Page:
By Aaron Thornton, Managing Director, Dial a Nerd
For many parents, technology can be a saving grace when it comes to providing children with easily accessible (and free) entertainment. Armed with internet-connected iPads or smartphones, kids can remain entranced for hours on end by playing games, watching videos, engaging with others on social platforms, using learning apps, and much more.
Parents can enjoy a breather, while kids can remain endlessly engaged in the digital sphere…
Today, however, parents are likely aware of the dark side to this ‘free’ entertainment, and the strong possibility of children accidentally ending up on inappropriate sites or consuming content that is harmful or disturbing.
YouTube, in particular, can become a true rabbit hole once users start clicking on the ‘recommended’ content that is listed on the right hand side of the screen – and leaving a child unsupervised to watch Peppa Pig or Ben & Holly’s Little Kingdom can quickly see him or her ending up somewhere where children really shouldn’t be!
‘Controlling’ the environment
The good news is that, having recognised the dangers, YouTube has created YouTube Kids “YT Kids” – an app which allows you, as the parent, to input your child’s age and then rely on what the platform has pre-filtered as being age appropriate.
The YT Kids app is divided into four content categories, namely: “Recommended”, “Shows”, “Music”, and “Learning”
These categories feature curated selections of content from channels that have been deemed appropriate for children.
The most important aspect of the YT Kids app is the parental control
Arguably, the most important aspect of the YT Kids app is the parental control: it features various control settings that allow parents to set time limits and restrict users from accessing the search tool. Also, parents can use a passcode or their Google account to protect these settings and to configure profiles for multiple users and children in different age brackets.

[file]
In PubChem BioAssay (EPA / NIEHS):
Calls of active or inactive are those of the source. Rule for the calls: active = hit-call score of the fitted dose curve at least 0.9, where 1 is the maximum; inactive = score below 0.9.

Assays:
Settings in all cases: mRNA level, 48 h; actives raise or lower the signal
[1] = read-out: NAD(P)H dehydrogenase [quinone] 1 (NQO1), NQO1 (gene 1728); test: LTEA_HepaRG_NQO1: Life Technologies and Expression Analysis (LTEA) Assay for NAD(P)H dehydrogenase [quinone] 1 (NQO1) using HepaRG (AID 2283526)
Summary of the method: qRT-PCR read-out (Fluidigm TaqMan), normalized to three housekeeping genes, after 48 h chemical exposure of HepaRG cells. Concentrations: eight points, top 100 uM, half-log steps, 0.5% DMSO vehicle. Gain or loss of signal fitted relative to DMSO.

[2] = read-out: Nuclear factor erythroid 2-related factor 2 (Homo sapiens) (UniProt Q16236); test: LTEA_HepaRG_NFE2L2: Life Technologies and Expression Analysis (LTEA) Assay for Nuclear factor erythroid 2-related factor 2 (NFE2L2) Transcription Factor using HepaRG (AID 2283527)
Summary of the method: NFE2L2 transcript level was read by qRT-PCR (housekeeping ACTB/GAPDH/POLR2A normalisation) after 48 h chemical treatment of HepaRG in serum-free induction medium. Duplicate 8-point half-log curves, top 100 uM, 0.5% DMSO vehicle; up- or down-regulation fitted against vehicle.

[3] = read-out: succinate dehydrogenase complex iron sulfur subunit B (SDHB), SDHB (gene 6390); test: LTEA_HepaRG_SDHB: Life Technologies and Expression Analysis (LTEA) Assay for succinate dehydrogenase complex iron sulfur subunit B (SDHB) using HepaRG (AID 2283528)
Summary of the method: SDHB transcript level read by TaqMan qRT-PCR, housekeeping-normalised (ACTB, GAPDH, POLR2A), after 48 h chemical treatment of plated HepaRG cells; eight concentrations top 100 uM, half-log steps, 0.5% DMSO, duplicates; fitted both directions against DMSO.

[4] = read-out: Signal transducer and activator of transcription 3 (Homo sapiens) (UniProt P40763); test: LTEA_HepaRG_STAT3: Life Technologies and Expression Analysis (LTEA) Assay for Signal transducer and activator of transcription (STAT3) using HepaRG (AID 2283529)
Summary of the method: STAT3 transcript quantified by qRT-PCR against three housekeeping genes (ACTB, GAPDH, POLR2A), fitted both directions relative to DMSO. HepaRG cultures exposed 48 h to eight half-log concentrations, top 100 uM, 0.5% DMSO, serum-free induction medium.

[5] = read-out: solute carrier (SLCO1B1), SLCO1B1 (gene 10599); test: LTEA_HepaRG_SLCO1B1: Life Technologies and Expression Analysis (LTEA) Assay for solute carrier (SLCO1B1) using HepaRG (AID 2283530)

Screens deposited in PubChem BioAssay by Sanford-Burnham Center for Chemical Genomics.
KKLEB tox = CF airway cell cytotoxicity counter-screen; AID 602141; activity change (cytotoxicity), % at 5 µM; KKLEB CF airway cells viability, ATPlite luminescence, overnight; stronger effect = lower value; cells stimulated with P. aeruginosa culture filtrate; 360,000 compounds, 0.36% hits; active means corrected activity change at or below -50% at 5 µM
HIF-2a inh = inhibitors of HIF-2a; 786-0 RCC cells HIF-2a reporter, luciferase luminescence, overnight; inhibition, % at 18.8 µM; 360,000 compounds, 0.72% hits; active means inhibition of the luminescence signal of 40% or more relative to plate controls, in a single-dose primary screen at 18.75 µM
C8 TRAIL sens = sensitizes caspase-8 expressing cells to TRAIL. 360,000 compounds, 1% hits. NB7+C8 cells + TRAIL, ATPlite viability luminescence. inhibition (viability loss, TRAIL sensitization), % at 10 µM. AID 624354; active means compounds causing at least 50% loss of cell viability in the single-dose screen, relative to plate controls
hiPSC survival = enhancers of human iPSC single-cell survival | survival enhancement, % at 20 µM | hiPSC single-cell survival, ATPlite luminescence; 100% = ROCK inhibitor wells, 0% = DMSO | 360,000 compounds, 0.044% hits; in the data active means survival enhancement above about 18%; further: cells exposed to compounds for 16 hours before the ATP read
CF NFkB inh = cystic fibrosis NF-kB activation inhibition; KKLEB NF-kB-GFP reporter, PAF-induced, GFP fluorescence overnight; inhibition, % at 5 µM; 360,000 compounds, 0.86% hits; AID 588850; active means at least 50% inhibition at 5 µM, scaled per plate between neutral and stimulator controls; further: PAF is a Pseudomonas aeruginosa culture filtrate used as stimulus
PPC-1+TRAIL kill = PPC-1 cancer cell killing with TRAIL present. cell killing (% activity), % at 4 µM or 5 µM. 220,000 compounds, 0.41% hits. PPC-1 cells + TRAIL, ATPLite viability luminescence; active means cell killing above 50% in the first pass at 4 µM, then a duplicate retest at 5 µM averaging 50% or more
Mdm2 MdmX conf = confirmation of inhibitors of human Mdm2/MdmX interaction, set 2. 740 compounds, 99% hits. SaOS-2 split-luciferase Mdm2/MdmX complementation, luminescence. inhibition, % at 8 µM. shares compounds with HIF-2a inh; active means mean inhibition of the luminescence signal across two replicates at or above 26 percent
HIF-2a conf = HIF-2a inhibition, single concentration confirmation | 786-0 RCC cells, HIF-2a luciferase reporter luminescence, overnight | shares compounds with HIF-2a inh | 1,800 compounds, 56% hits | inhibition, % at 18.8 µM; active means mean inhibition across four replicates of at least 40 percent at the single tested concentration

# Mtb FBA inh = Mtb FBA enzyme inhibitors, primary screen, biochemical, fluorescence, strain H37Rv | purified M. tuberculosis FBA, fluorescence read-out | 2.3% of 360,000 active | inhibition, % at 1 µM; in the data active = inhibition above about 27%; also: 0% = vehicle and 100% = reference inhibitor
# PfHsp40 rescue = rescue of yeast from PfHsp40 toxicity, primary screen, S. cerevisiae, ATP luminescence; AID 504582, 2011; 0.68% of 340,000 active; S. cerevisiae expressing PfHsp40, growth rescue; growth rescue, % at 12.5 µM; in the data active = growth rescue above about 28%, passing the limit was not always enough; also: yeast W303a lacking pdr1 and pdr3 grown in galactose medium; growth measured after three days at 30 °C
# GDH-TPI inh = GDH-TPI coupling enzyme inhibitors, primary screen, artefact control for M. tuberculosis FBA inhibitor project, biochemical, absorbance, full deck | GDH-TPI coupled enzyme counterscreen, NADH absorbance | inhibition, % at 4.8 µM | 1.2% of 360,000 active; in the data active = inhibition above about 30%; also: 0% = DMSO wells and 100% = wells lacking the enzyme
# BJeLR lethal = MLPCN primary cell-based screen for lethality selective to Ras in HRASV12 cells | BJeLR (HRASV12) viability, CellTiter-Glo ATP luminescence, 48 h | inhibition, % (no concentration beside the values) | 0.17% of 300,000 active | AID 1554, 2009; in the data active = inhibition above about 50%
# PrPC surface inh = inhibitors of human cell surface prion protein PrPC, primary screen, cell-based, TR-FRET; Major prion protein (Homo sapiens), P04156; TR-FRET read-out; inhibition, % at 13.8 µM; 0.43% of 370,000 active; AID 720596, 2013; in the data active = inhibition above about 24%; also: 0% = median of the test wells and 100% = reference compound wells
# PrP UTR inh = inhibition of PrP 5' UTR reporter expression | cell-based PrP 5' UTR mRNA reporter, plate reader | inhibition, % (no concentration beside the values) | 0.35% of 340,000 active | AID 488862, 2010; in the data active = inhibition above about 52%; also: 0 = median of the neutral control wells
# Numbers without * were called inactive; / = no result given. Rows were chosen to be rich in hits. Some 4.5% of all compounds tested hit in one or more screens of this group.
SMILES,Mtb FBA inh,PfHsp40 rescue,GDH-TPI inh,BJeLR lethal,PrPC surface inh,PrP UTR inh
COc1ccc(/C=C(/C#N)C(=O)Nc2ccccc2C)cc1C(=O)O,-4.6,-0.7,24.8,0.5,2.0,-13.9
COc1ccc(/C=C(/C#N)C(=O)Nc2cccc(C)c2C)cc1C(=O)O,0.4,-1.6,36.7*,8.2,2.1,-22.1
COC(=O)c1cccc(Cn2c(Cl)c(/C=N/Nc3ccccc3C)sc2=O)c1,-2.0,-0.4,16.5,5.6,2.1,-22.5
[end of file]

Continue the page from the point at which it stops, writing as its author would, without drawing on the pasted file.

As we have seen all too often, however, there are always flaws in every ‘solution’ and technology can become its own worst enemy – particularly when functions become automated.
In 2017, a fiery Medium post which highlighted the abundance of disturbing children’s content on YouTube went viral, provoking media scrutiny which focused on YouTube’s dependence on automated systems to moderate videos.
In response, YouTube stated that “content featuring inappropriate use of family characters”, such as twisted Peppa the Pig knockoffs, would be age-restricted (not permitted on YouTube Kids) and ineligible for advertising.
While apps such as YouTube Kids are undoubtedly doing a good job of filtering nasty content, it is still critical for parents to remain actively involved and aware when children are engaged online
2018 saw the introduction of a new “trusted channels” feature
Last year, YT Kids also announced a new “trusted channels” feature, whereby parents can choose from collections of curated videos that have been picked by YouTube Kids and its partners.
When announcing the host of new features, which also included ‘improved search-off control’, the company stated:
“While no system is perfect, we continue to fine-tune, rigorously test and improve our filters for this more open version of our app. And, as always, we encourage parents to block and flag videos for review that they don’t think should be in the YouTube Kids app. This makes YouTube Kids better for everyone.”
While apps such as YouTube Kids are undoubtedly doing a good job of filtering nasty content, it is still critical for parents to remain actively involved and aware when children are engaged online. As with parenting, the use of technology demands a healthy balance between control and autonomy!
Clarens, Free State Province